10 D.C. 145 (D.C.D.C. 1879), 4711, Bohrer v. Fay

Docket NºEQUITY.— 4711.
Citation10 D.C. 145
Opinion JudgeMr. Justice MACARTHUR
AttorneyR. Ross Perry , for complainants. John C. Fay , for defendants.
CourtSupreme Court of District of Columbia

Page 145

10 D.C. 145 (D.C.D.C. 1879)




EQUITY.— No. 4711.

Supreme Court, District of Columbia.

September Term, 1879

I. A court of equity will not enjoin a judgment at law, where the remedy is adequate and complete at law; and where a motion to open the judgments on the same grounds as those set forth in the bill has been made in the court where the judgments are pending, and which motion is undetermined, there is no ground of relief in equity.

II. The jurisdiction in chancery to stay proceedings at law upon a judgment is well established, but cautiously exercised. A mere defect of jurisdiction is not sufficient. Equity will interfere only to prevent injustice which has not been brought about by the negligence or inattention of the party aggrieved.

III. The complainant in the bill must allege and prove that he has a good defense to the action at law, and explain the merits of such defense, and how he has been prevented from availing himself of it.


This is a bill in equity to enjoin the defendants from enforcing a judgment at law, and a decree to that effect was obtained in the court below. The judgments whose collection is enjoined were rendered April 22, 1871; the bill in this case was filed November 23, 1875. The complainant Julius S. Bohrer was the principal defendant therein, and the summons in the case was returned non est , and a judgment was taken by default for failure to appear and answer. On the same day the process was returned, a writ of garnishment was returned served upon George A. Bohrer, the other complainant herein, who filed an informal answer thereto, not under oath. On the 16th day of March, 1871, interrogatories were filed and served upon the garnishee by Mr. Fay, who was plaintiffs' attorney in the action at law. No answers were filed to the interrogatories, and a judgment of condemnation against the garnishee without an inquest was entered, upon which execution was issued May 22, 1871.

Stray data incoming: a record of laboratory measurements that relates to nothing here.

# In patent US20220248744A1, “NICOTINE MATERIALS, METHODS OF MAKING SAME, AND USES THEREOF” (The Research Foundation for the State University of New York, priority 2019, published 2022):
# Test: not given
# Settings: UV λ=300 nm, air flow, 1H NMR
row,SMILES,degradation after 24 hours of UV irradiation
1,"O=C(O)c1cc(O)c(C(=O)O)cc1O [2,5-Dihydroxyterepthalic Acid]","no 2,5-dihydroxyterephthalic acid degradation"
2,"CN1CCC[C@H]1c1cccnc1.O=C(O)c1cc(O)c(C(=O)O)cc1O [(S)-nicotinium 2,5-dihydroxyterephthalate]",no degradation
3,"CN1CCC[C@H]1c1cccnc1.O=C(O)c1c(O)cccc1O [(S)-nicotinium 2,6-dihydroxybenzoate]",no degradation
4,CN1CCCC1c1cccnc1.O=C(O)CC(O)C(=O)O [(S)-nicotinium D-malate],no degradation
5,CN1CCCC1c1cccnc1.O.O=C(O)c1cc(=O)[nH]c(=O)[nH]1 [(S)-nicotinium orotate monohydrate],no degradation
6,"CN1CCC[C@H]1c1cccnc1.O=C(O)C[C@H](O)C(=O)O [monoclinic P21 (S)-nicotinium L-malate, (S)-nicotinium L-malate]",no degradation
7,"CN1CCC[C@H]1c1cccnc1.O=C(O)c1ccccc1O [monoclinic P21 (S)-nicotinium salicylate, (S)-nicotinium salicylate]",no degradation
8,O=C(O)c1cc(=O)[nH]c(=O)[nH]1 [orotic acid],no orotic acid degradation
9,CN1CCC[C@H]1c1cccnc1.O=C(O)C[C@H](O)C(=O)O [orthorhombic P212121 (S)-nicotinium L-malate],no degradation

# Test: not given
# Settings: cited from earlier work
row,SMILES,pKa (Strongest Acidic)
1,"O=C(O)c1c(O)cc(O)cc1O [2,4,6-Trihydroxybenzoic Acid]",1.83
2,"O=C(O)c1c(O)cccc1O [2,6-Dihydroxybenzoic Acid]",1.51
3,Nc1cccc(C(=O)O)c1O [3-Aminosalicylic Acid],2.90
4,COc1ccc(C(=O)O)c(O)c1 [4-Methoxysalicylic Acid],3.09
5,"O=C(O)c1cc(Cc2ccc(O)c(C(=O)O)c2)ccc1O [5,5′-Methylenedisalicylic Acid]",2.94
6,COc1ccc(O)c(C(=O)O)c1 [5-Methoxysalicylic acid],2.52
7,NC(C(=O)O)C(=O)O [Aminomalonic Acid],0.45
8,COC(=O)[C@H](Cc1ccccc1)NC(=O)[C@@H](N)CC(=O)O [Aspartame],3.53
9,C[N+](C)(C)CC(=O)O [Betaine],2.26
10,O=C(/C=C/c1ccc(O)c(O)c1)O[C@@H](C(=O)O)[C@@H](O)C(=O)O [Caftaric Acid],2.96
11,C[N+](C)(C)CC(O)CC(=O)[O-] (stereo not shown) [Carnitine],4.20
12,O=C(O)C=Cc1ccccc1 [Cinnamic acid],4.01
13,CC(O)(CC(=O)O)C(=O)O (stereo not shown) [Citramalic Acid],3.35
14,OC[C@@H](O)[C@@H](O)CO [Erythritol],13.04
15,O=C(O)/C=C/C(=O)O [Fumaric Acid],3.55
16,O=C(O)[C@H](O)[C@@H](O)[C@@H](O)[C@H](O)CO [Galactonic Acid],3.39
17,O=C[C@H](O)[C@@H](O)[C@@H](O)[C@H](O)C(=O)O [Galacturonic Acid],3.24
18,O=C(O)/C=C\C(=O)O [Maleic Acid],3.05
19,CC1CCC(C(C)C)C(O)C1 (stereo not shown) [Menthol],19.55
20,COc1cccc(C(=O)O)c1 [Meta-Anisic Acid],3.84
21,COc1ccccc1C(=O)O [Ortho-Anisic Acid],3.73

On June 24, 1871, the following motions were filed to strike out the judgments at law:

" The garnishee, George A. Bohrer, moves the court to set aside the judgment rendered against him in the above cause, and assigns as reasons therefor: 1st. That he had answered fully the attachment. 2d. That the interrogatories served on this garnishee were not authorized by law. 3d. That the attachment affidavits are fatally defective. 4th. That the garnishee is not indebted to the defendant, and has valid, legal, and meritorious defense.


" Attorney for Garnishee ."